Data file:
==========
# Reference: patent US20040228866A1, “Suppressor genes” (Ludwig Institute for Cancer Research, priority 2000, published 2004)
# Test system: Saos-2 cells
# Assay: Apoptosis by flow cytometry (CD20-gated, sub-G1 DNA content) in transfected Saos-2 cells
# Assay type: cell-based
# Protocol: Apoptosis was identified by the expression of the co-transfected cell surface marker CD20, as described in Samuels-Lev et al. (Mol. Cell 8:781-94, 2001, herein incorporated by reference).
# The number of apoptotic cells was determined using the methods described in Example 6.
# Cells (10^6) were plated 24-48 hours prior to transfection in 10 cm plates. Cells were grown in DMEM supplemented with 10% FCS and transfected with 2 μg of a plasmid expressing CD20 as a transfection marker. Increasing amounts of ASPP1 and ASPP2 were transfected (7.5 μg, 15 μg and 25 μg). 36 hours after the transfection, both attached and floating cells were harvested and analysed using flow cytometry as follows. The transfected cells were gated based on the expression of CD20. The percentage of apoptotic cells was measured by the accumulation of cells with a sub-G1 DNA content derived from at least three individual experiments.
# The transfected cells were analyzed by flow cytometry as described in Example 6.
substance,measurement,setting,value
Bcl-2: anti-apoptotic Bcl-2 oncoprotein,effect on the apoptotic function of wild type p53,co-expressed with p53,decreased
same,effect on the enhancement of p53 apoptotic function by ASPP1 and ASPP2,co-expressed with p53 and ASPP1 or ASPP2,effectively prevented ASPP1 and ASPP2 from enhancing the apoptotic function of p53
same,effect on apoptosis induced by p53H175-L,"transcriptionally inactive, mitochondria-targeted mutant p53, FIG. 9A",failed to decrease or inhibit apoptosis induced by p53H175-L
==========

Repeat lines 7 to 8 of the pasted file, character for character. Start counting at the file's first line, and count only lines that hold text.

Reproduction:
# Cells (10^6) were plated 24-48 hours prior to transfection in 10 cm plates. Cells were grown in DMEM supplemented with 10% FCS and transfected with 2 μg of a plasmid expressing CD20 as a transfection marker. Increasing amounts of ASPP1 and ASPP2 were transfected (7.5 μg, 15 μg and 25 μg). 36 hours after the transfection, both attached and floating cells were harvested and analysed using flow cytometry as follows. The transfected cells were gated based on the expression of CD20. The percentage of apoptotic cells was measured by the accumulation of cells with a sub-G1 DNA content derived from at least three individual experiments.
# The transfected cells were analyzed by flow cytometry as described in Example 6.